Letter from March 2019 – one week before Brexit day

The deal was coming along. Then Ireland vetoed it. 

NS

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It's 22 March 2019.

With just one week to go until Britain’s exit from the EU, things could look better. Our decision in 2017 to seek a transitional arrangement has backfired. We may be about to take better control of our own destiny, but our European neighbours have ensured we will begin from a diminished position.

It all started shortly after that decision was taken. Leo Varadkar, the newly appointed Irish Taoiseach, made a series of public statements. Realising that under Article 50(3), Ireland (and each of the other 27 remaining states) had a veto over any transition agreement, Varadkar made it very clear that the future design of the border was the Brexiteers’ responsibility. The mess was not Ireland’s fault.

Varadkar anticipated a Bill in the Irish Parliament on a future border and other arrangements. This transpired late in 2018 and was quickly determined by recently re-elected Irish President Higgins to be of the upmost “national importance”. This triggered a constitutional requirement for a referendum on the use of Ireland’s veto.

Through a combination of a desire to “stick it to the British” and a more moderate desire to draw a line under the uncertainty Brexit was causing, Eire narrowly voted to use its veto. With one nation having a democratic vote on the issue, pressure arose in others to follow suit. Theresa May refused one in the UK, but others including Denmark, France and Lithuania held referenda. In the end, seven nations exercised their veto. The deal ground to a halt. 

Now we're nearing the end of March 2019, and no other deal is on the table.  At least the government got that one right. Now the UK faces a stark choice: either withdraw its Article 50 notice; or continue with a hard Brexit on World Trade Organisation terms without any replacement trade deals in place.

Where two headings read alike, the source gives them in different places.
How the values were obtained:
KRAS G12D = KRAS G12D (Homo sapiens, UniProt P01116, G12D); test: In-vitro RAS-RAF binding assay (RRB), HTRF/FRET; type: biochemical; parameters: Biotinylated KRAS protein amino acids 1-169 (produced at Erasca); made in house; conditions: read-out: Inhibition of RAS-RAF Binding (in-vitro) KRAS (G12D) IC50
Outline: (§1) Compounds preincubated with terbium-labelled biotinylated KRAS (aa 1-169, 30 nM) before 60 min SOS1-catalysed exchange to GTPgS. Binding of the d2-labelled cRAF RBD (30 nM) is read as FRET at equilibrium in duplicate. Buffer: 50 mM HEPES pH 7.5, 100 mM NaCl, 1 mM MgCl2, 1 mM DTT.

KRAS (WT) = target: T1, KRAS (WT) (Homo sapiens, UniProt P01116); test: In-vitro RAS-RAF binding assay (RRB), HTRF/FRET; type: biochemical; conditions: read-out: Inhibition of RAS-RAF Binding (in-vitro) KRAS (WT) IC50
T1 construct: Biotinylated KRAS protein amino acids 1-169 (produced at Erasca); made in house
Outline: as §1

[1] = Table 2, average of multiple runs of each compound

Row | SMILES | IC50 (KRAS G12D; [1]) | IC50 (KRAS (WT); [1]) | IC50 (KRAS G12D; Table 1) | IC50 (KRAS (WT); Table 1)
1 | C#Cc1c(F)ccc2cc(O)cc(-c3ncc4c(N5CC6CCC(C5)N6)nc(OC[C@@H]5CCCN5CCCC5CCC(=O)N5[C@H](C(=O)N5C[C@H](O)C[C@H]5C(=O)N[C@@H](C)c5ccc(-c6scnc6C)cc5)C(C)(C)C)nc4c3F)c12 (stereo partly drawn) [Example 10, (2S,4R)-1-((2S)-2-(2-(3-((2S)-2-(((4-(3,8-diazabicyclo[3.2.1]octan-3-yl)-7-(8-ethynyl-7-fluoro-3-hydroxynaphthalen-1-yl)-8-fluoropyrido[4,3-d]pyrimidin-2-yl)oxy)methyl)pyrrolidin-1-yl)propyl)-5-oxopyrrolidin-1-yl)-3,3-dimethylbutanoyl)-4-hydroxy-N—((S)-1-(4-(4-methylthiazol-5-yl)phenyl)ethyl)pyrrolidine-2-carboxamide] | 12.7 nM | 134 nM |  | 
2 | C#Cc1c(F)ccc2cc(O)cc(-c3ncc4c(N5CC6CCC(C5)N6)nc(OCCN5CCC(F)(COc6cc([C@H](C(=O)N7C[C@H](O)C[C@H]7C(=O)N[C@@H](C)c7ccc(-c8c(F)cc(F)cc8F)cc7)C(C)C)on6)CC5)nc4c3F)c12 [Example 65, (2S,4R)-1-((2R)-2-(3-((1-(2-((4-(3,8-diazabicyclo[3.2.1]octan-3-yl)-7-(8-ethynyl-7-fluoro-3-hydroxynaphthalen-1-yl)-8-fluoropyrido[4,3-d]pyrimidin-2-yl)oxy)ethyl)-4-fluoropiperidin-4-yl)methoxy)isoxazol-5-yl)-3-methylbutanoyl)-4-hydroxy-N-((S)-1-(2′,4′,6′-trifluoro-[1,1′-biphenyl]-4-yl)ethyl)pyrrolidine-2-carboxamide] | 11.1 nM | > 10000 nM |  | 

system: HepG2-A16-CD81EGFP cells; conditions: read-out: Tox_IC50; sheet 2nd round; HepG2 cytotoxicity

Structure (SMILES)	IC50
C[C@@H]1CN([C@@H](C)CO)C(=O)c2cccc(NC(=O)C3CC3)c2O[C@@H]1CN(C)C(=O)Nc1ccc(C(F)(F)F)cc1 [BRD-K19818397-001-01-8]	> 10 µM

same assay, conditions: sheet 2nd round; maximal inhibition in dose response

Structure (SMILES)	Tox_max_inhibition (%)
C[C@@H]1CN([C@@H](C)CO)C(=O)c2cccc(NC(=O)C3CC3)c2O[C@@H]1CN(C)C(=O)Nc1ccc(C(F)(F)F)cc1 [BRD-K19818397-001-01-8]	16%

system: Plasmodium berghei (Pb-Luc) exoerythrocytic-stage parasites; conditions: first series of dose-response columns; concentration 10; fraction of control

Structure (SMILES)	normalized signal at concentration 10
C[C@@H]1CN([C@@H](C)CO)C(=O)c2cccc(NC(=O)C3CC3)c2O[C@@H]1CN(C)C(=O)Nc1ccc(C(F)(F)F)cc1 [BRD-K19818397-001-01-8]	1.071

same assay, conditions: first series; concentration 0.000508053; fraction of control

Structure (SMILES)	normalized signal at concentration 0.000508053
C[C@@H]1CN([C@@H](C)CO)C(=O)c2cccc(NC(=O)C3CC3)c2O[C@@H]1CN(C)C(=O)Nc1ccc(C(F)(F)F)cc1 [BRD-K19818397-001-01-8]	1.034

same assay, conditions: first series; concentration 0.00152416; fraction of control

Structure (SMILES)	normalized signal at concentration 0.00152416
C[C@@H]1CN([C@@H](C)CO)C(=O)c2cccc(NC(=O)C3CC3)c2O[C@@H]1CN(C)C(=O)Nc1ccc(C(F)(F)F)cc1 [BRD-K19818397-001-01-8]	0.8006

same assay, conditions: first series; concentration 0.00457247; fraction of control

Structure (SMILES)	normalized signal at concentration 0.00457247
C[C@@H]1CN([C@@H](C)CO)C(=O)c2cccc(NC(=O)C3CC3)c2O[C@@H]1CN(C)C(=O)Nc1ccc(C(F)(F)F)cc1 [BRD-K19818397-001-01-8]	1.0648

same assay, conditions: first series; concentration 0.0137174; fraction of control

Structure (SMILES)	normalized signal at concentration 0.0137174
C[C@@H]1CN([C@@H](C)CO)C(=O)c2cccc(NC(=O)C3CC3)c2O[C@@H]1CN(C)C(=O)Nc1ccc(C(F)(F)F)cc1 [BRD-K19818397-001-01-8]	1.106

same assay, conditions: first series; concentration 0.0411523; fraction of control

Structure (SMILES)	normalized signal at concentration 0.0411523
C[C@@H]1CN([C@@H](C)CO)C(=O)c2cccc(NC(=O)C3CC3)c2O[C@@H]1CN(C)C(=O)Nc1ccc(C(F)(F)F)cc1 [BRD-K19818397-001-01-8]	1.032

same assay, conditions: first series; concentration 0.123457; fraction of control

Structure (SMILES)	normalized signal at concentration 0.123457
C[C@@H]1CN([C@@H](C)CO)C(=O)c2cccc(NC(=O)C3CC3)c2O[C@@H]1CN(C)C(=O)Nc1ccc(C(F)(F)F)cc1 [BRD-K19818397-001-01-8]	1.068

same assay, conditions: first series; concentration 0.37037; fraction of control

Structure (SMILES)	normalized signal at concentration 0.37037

The signs now look ominous. First was the announcement by an airline that it is pulling most of its planes out of the UK in the coming week. Withdrawal from the European Common Aviation Area means that there will be no guarantee planes in Britain can leave after Brexit. They are likely to be stranded. As Britain’s aviation arrangements with the US are through the European Common Aviation Area, both European and American carriers have followed suit.  Thousands of Brits are cancelling outbound travel plans. Return flights to Britain and our nearest neighbours this week are already sold out; thousands abroad are slowly returning by sea and by land. Eurotunnel is contemplating letting people walk through its maintenance tunnel.

The loss of the freedom of movement of capital only complicates this. Because of complex payment chain for the travel industry; journeys can’t be accurately priced at present. That loss has also prompted several banks to issue press releases expressing serious concerns. The first run on a British bank began this morning as its customers (wrongly) feared that their money might go abroad and never come back. Other banks nervously await.

It doesn’t stop there. Business after business across the UK has been informing EU workers that technically, they have no right to work here anymore after next week. EU businesses have told British employees the same thing. Recruitment agents have reported unprecedented levels of demand for temporary work while millions wonder if they can go to work next Friday. A few across the EU, fearing forced deportation, have already packed their bags.

Major employers including in the automotive, aerospace, defence and pharmaceutical industries, have issued statements of concern and supporting analysis. A huge increase in their supply chain costs due to WTO tariffs means many products may now be economically unviable to manufacture in the UK. Workers across several industries wonder if they will be in a job next month.

The disruption to the UK economy and society currently underway is almost endless; and Brexit still hasn’t happened yet. Sensing the opportunity, veteran Labour leader Jeremy Corbyn is relentlessly bashing the Tories for their failure to secure a transition deal. Remainers in all parties are calling for the PM to withdraw our Article 50 notice arguing that the public will now understand. Brexiteers are calling this the last gasp of Project Fear; we all expected a bump now and we Brits will persevere.

All eyes are on Theresa May and we await with baited breath. One thing is clear though. The Brexit process might have begun with a democratic vote in the UK; but it is the democratic processes of the rest of Europe that dictate the terms on which we might leave.

Mark Rowney tweets at @markrowney

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